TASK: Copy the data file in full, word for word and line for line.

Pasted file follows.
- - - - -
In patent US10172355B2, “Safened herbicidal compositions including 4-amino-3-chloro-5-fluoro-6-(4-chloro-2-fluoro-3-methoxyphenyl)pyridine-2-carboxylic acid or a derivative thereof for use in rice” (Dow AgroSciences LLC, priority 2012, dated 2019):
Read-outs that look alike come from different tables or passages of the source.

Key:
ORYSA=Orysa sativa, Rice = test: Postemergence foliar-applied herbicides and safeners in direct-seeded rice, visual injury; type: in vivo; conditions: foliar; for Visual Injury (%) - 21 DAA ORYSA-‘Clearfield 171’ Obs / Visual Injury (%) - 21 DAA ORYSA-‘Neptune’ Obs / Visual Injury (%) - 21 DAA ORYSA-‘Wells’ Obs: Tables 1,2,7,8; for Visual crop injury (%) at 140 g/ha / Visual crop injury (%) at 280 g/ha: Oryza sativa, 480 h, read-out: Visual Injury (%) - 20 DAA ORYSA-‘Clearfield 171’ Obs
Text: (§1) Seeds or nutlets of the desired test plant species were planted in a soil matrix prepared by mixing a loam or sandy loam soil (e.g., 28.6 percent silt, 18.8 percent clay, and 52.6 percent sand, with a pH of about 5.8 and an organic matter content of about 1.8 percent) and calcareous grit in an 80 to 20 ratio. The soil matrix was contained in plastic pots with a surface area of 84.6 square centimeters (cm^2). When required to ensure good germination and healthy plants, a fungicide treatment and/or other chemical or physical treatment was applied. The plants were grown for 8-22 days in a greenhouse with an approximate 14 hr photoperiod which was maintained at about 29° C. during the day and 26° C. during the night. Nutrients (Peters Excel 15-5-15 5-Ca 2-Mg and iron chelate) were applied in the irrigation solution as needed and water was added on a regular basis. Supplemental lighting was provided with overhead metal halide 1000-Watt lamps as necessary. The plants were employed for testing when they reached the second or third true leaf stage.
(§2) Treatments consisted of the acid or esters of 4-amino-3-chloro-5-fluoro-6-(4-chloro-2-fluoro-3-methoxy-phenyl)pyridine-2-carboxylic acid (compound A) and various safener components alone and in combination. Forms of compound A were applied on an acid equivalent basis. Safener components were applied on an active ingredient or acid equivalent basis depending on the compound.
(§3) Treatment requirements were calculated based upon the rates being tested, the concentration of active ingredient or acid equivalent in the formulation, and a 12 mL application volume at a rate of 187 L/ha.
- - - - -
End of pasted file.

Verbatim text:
In patent US10172355B2, “Safened herbicidal compositions including 4-amino-3-chloro-5-fluoro-6-(4-chloro-2-fluoro-3-methoxyphenyl)pyridine-2-carboxylic acid or a derivative thereof for use in rice” (Dow AgroSciences LLC, priority 2012, dated 2019):
Read-outs that look alike come from different tables or passages of the source.

Key:
ORYSA=Orysa sativa, Rice = test: Postemergence foliar-applied herbicides and safeners in direct-seeded rice, visual injury; type: in vivo; conditions: foliar; for Visual Injury (%) - 21 DAA ORYSA-‘Clearfield 171’ Obs / Visual Injury (%) - 21 DAA ORYSA-‘Neptune’ Obs / Visual Injury (%) - 21 DAA ORYSA-‘Wells’ Obs: Tables 1,2,7,8; for Visual crop injury (%) at 140 g/ha / Visual crop injury (%) at 280 g/ha: Oryza sativa, 480 h, read-out: Visual Injury (%) - 20 DAA ORYSA-‘Clearfield 171’ Obs
Text: (§1) Seeds or nutlets of the desired test plant species were planted in a soil matrix prepared by mixing a loam or sandy loam soil (e.g., 28.6 percent silt, 18.8 percent clay, and 52.6 percent sand, with a pH of about 5.8 and an organic matter content of about 1.8 percent) and calcareous grit in an 80 to 20 ratio. The soil matrix was contained in plastic pots with a surface area of 84.6 square centimeters (cm^2). When required to ensure good germination and healthy plants, a fungicide treatment and/or other chemical or physical treatment was applied. The plants were grown for 8-22 days in a greenhouse with an approximate 14 hr photoperiod which was maintained at about 29° C. during the day and 26° C. during the night. Nutrients (Peters Excel 15-5-15 5-Ca 2-Mg and iron chelate) were applied in the irrigation solution as needed and water was added on a regular basis. Supplemental lighting was provided with overhead metal halide 1000-Watt lamps as necessary. The plants were employed for testing when they reached the second or third true leaf stage.
(§2) Treatments consisted of the acid or esters of 4-amino-3-chloro-5-fluoro-6-(4-chloro-2-fluoro-3-methoxy-phenyl)pyridine-2-carboxylic acid (compound A) and various safener components alone and in combination. Forms of compound A were applied on an acid equivalent basis. Safener components were applied on an active ingredient or acid equivalent basis depending on the compound.
(§3) Treatment requirements were calculated based upon the rates being tested, the concentration of active ingredient or acid equivalent in the formulation, and a 12 mL application volume at a rate of 187 L/ha.